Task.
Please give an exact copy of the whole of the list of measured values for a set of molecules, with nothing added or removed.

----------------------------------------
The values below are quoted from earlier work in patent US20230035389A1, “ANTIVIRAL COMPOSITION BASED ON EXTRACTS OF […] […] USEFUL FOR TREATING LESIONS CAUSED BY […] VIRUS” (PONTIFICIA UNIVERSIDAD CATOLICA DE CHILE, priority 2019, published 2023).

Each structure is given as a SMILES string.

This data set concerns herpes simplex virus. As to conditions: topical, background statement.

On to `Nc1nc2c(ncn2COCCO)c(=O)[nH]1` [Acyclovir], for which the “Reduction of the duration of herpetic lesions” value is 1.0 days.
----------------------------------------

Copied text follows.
The values below are quoted from earlier work in patent US20230035389A1, “ANTIVIRAL COMPOSITION BASED ON EXTRACTS OF […] […] USEFUL FOR TREATING LESIONS CAUSED BY […] VIRUS” (PONTIFICIA UNIVERSIDAD CATOLICA DE CHILE, priority 2019, published 2023).

Each structure is given as a SMILES string.

This data set concerns herpes simplex virus. As to conditions: topical, background statement.

On to `Nc1nc2c(ncn2COCCO)c(=O)[nH]1` [Acyclovir], for which the “Reduction of the duration of herpetic lesions” value is 1.0 days.